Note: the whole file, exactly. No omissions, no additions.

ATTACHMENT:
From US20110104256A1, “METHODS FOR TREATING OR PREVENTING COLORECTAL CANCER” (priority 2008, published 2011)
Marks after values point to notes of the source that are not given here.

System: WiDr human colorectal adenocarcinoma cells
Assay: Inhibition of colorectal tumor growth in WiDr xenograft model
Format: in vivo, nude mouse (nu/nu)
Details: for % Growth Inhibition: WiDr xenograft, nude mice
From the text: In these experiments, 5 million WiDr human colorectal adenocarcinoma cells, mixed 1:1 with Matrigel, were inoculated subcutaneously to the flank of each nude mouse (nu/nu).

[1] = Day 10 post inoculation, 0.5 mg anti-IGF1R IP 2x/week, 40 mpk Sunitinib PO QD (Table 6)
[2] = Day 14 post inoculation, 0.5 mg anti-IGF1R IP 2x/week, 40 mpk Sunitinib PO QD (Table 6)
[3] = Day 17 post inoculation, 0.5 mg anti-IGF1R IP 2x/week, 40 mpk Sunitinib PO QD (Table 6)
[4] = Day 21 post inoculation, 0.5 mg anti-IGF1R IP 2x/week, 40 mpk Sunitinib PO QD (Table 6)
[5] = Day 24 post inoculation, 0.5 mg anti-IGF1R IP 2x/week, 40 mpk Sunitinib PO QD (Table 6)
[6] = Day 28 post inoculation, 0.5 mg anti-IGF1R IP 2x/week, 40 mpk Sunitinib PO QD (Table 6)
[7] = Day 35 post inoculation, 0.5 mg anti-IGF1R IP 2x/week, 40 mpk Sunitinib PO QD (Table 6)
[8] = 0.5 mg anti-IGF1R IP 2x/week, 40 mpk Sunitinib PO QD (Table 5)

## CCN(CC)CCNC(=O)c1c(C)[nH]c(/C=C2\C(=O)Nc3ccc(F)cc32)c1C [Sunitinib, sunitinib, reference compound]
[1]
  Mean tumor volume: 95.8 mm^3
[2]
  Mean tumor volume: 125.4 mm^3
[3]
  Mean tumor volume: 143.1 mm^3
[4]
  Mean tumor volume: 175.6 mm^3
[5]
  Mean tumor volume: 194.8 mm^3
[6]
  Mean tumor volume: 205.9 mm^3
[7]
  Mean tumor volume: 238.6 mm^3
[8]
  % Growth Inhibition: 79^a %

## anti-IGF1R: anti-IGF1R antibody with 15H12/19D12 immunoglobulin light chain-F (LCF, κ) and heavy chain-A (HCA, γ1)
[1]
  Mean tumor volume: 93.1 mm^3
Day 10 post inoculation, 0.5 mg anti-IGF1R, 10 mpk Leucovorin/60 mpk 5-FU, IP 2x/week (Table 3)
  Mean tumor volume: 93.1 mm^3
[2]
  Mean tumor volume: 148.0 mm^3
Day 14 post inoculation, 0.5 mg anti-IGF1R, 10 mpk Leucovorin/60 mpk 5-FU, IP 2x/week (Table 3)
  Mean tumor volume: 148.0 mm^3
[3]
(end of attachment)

From US20110104256A1, “METHODS FOR TREATING OR PREVENTING COLORECTAL CANCER” (priority 2008, published 2011)
Marks after values point to notes of the source that are not given here.

System: WiDr human colorectal adenocarcinoma cells
Assay: Inhibition of colorectal tumor growth in WiDr xenograft model
Format: in vivo, nude mouse (nu/nu)
Details: for % Growth Inhibition: WiDr xenograft, nude mice
From the text: In these experiments, 5 million WiDr human colorectal adenocarcinoma cells, mixed 1:1 with Matrigel, were inoculated subcutaneously to the flank of each nude mouse (nu/nu).

[1] = Day 10 post inoculation, 0.5 mg anti-IGF1R IP 2x/week, 40 mpk Sunitinib PO QD (Table 6)
[2] = Day 14 post inoculation, 0.5 mg anti-IGF1R IP 2x/week, 40 mpk Sunitinib PO QD (Table 6)
[3] = Day 17 post inoculation, 0.5 mg anti-IGF1R IP 2x/week, 40 mpk Sunitinib PO QD (Table 6)
[4] = Day 21 post inoculation, 0.5 mg anti-IGF1R IP 2x/week, 40 mpk Sunitinib PO QD (Table 6)
[5] = Day 24 post inoculation, 0.5 mg anti-IGF1R IP 2x/week, 40 mpk Sunitinib PO QD (Table 6)
[6] = Day 28 post inoculation, 0.5 mg anti-IGF1R IP 2x/week, 40 mpk Sunitinib PO QD (Table 6)
[7] = Day 35 post inoculation, 0.5 mg anti-IGF1R IP 2x/week, 40 mpk Sunitinib PO QD (Table 6)
[8] = 0.5 mg anti-IGF1R IP 2x/week, 40 mpk Sunitinib PO QD (Table 5)

## CCN(CC)CCNC(=O)c1c(C)[nH]c(/C=C2\C(=O)Nc3ccc(F)cc32)c1C [Sunitinib, sunitinib, reference compound]
[1]
  Mean tumor volume: 95.8 mm^3
[2]
  Mean tumor volume: 125.4 mm^3
[3]
  Mean tumor volume: 143.1 mm^3
[4]
  Mean tumor volume: 175.6 mm^3
[5]
  Mean tumor volume: 194.8 mm^3
[6]
  Mean tumor volume: 205.9 mm^3
[7]
  Mean tumor volume: 238.6 mm^3
[8]
  % Growth Inhibition: 79^a %

## anti-IGF1R: anti-IGF1R antibody with 15H12/19D12 immunoglobulin light chain-F (LCF, κ) and heavy chain-A (HCA, γ1)
[1]
  Mean tumor volume: 93.1 mm^3
Day 10 post inoculation, 0.5 mg anti-IGF1R, 10 mpk Leucovorin/60 mpk 5-FU, IP 2x/week (Table 3)
  Mean tumor volume: 93.1 mm^3
[2]
  Mean tumor volume: 148.0 mm^3
Day 14 post inoculation, 0.5 mg anti-IGF1R, 10 mpk Leucovorin/60 mpk 5-FU, IP 2x/week (Table 3)
  Mean tumor volume: 148.0 mm^3
[3]